So see, contrary also to this writer for The Root’s contention, admitting to just making shit up really wasn’t a wise thing to do.

“The book’s author and the screenwriter of The Help freely, wisely confessed the obvious to a crowd full of journalists last week: that is, that they were “making sh– up. . . ”

Link: http://www.theroot.com/views/help-see-it-you-judge?wpisrc=root_lightbox



And really, since African Americans still don’t get the respect for our history and our worth in this country, why would anyone think someone saying claiming they’d “made shit up” was special enough to provoke applause?




Symbol of Jim Crow, the cork faced minstrel

The Lynching of Laura Nelson

Photo by famous civil rights photographer, the late Charles Moore

Photo by Charles Moore. Two African American women being attacked. Note the bat in the man’s hand while another man pummels a woman with his fists.

Proudly opposing civil rights – A “sisterhood” founded in around segregation


Ole Miss sign, you can’t “miss” it

The kick seen ’round the world. Alex Wilson is attacked by mob and the world finally sees what African Americans subjected to.

Marching for Civil Rights. See all the BLACK MEN?

Civil Rights Roundtable 1963

We cannot simply give up their legacy, which is ours now by being ignorant of our past or much too willing to kiss ass.

Plenty of black men leave their families behind like trash in a dump, but that’s not something the colored woman do. We’ve got the kids to think about. – Minny, Pg 311 of The Help


Funny how by just “making shit up” Stockett hit a bullseye on many of the insults used to block equality and integration. A major slur was how black men weren’t men at all. That African Americans were immoral and carried venereal diseases (even our childen). That we were prone to stealing.


And Stockett creates characters that embody this ugliness. Like Cocoa, the woman who runs off with Clyde (Aibileen’s husband). The Cocoa Cootchie Clyde affair is nasty to say the least.


As Minny states on page 24:

“Week after Clyde left you, Cocoa wake up to her cootchie spoilt like a rotten oyster. Didn’t get better for three months. Bertrina, she know your prayer works.”

My mouth drop open. Why she never tell me this before? “You saying people think I got the black magic?”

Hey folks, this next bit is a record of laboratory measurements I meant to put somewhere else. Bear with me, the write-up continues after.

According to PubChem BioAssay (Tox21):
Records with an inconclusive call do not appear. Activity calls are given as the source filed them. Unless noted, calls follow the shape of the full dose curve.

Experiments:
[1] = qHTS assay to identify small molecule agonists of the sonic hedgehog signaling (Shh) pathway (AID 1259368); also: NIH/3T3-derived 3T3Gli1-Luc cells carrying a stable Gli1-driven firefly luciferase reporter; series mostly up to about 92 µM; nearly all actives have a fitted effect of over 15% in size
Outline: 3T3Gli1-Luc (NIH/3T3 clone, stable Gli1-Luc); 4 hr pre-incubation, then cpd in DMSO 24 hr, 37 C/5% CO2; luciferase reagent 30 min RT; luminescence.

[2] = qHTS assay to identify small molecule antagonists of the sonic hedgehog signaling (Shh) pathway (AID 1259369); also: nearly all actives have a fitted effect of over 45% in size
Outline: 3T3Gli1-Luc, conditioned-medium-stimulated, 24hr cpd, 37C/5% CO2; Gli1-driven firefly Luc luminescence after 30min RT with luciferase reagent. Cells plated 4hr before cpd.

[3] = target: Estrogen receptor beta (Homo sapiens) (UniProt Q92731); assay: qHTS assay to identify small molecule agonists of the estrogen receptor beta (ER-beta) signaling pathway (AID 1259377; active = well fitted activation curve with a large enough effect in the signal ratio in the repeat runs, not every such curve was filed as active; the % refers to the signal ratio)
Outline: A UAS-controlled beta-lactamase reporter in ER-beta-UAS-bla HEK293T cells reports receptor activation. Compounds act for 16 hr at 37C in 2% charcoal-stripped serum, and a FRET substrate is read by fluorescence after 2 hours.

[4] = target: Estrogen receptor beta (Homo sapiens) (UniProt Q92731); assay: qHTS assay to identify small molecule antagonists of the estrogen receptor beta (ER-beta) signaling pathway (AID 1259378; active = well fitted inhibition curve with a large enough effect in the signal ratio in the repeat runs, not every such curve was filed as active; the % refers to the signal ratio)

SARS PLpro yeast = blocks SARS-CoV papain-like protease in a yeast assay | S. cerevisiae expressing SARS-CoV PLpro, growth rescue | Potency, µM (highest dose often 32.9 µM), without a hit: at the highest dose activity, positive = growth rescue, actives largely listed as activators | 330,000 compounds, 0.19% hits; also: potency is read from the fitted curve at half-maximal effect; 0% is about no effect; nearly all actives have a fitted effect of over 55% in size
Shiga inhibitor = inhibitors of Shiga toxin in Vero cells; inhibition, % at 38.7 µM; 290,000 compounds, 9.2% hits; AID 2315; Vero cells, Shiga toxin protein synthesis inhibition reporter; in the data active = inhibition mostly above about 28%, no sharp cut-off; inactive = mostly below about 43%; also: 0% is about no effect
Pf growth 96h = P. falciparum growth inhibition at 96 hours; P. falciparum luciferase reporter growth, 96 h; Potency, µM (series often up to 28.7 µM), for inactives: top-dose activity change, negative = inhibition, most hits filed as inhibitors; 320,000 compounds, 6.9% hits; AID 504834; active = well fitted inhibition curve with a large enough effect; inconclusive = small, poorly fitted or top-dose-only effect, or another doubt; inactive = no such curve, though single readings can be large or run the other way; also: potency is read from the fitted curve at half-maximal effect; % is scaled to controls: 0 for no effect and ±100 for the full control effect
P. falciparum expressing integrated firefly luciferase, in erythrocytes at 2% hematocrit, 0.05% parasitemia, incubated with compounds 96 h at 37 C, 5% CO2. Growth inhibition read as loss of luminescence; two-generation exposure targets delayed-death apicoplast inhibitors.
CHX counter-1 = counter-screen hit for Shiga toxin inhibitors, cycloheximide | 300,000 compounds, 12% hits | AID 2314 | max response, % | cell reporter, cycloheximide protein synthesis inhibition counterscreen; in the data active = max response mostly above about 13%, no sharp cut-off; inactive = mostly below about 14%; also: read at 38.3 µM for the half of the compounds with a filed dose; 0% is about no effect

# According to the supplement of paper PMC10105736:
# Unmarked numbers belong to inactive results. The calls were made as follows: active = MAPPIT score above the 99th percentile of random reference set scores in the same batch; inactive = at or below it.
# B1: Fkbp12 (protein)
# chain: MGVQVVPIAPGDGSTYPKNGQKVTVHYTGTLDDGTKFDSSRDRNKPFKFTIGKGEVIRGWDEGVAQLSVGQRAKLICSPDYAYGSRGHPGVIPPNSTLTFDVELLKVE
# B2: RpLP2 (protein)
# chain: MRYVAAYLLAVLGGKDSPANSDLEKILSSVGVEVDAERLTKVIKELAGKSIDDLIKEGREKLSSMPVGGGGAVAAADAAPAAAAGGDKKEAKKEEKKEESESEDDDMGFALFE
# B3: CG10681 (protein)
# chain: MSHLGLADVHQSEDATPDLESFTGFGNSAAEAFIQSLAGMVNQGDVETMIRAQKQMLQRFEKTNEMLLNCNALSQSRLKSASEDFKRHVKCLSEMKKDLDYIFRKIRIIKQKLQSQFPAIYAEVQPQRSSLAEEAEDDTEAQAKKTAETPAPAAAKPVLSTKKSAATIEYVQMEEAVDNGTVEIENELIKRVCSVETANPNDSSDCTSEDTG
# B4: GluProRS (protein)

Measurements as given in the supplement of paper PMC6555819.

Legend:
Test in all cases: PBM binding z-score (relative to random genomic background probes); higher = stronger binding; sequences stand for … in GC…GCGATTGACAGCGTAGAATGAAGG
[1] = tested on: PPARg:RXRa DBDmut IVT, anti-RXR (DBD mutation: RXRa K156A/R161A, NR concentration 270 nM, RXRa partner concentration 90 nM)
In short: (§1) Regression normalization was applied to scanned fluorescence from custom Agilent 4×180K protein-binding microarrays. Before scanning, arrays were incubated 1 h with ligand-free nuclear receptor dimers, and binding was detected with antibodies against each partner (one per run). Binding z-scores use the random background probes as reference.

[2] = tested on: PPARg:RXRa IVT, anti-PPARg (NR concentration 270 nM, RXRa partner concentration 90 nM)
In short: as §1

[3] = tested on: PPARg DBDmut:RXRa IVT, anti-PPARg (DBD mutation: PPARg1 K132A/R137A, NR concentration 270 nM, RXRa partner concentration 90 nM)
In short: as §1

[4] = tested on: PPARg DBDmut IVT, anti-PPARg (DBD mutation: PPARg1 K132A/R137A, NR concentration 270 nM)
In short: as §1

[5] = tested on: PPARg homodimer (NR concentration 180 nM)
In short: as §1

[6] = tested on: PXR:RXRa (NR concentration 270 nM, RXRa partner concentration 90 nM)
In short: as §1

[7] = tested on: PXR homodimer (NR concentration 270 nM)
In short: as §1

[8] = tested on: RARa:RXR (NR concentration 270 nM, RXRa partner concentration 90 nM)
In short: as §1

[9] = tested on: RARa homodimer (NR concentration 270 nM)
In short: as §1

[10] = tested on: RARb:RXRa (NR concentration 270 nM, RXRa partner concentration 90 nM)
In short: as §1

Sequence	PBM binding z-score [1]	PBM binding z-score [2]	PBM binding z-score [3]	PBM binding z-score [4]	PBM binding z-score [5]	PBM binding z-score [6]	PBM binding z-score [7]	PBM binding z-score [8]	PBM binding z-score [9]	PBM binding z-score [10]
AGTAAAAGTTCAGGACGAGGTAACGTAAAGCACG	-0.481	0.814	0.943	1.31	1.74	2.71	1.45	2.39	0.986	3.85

“I knew it worry you if I told you. They just think you got a better connection than most. We all on a party line to God, but you, you setting right in his ear.”

Stockett crams enough highly insulting “made up shit” in this short scene from the novel (which I don’t think made it into the film) that the NAACP should have been on it two years ago in protest, instead of grinning at the movie premiere. First, there’s the notion of blacks carrying venereal disease (and Aibileen’s in on this lovers trio, since she was sharing Clyde with Cocoa. So who’s Stockett trying to imply as the carrier? My guess is Clyde. And why is it none of the Southern belles (Skeeter, Hilly or Elizabeth) ever mention their vaginas or sex life over bridge?

Here again, an author falls into the trap of believing that writing a black character means we’re more prone to do or say things whites wouldn’t dare. Now that’s truly some made up, obnoxious, ignorant shit.

And Stockett has Aibileen, who’s supposed to be a devout Christian wondering if people think she has the ability to call down a venereal disease on Cocoa by prayer and black magic. If readers can’t understand why this whole scene is offensive, then all I can do is smh.


A few women of Mississippi speak. Note Mrs. E A Copland believing that little black kids are afflicted with diseases and immorality

Also note that wherever Stockett went there were interviewers acting as if the author had the inside track on black people.

Even Tate Taylor revealed how Stockett had to school her book editors on Jim Crow laws:

“I didn’t think we should talk about the Jim Crow Laws because I felt like people know what that is and she told me when she wrote the novel, her editors in New York – highly educated people – had no clue about Jim Crow Laws. I go, ‘Are you kidding me?’ I know, I swear! You think people know. They don’t. So she goes, ‘I’m telling you put it in,’ and I did. I thought, being a Southerner, it was too much. ‘Oh really? Of course there’s Jim Crow Laws.’ That was the one thing.”




So now it becomes clearer how the Medgar Evers error remained in the novel. It’s reportedly also in the paperback copy.

Yet not one of those journalists who read the novel (I’m assuming they did. They’re trained journalists after all. It would help in formulating meaningful questions) like:

“With three black females characters, how is it that two of them are living alone, and the third has an abusive husband, yet all the white socialites are married (all except Skeeter) to fine, upstanding citizens who practice segregation?”

“Why was the White Citizens Council practically ignored in the movie, much like in the book?

“And since when did being a bigot become fashionable?”

Oh well, I guess this happens when you “just make shit up” and not only have your characters pooping it out and eating it, but expecting moviegoers to buy into it. And then premiere a film in front of a group who offer no counter balance (I’m still checking on that. I refuse to believe no one backed up the woman or had further questions or concerns. At least, that is my hope).

Not a one realized Aibileen, Constantine, and Minny are all large, dark and speak with a thick dialect. Black people aren’t clones and its rare that you’ll catch a group of us being all the same skin tone. Yet that’s what it appears the casting director did, according to Stockett’s made up shit.

In the novel, the author claimed the maids were all dark because white employers wanted them to be “The blacker the better.”

All the “blacker the better” maids in one room, as the film attempts to duplicate Stockett’s words with heavy handed film shots

Thereby ignoring the fact that if one was considered “colored” that no matter how light, they were steered toward domestic service.